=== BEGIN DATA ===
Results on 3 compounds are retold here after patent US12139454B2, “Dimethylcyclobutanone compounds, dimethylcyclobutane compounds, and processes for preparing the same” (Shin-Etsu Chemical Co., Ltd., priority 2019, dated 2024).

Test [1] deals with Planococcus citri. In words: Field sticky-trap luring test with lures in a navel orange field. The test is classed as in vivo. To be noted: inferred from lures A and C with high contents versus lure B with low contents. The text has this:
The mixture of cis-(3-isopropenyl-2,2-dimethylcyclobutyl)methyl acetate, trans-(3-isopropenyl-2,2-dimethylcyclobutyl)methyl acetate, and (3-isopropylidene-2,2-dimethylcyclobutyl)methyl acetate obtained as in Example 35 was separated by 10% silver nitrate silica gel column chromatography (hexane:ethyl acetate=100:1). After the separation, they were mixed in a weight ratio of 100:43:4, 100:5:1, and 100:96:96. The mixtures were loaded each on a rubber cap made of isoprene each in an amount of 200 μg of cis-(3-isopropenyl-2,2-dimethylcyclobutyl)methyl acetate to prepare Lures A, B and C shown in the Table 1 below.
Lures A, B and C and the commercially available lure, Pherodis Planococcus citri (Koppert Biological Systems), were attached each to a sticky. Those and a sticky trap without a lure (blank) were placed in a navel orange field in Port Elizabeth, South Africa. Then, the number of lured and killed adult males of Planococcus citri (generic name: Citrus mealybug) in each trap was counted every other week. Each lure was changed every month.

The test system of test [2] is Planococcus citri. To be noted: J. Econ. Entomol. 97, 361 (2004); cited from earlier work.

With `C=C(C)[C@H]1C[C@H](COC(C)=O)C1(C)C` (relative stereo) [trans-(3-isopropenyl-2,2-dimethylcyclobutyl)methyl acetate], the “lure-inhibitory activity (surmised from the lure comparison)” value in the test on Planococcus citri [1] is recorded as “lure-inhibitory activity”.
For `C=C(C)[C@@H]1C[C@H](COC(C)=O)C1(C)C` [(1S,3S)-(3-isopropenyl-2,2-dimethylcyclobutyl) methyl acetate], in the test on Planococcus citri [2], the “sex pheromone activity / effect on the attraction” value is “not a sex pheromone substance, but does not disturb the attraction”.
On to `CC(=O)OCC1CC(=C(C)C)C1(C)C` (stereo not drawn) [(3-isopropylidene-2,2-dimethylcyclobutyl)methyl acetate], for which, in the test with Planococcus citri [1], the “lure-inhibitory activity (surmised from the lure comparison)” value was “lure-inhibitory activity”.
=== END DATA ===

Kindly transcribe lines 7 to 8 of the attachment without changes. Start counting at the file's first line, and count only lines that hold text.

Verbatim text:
For `C=C(C)[C@@H]1C[C@H](COC(C)=O)C1(C)C` [(1S,3S)-(3-isopropenyl-2,2-dimethylcyclobutyl) methyl acetate], in the test on Planococcus citri [2], the “sex pheromone activity / effect on the attraction” value is “not a sex pheromone substance, but does not disturb the attraction”.
On to `CC(=O)OCC1CC(=C(C)C)C1(C)C` (stereo not drawn) [(3-isopropylidene-2,2-dimethylcyclobutyl)methyl acetate], for which, in the test with Planococcus citri [1], the “lure-inhibitory activity (surmised from the lure comparison)” value was “lure-inhibitory activity”.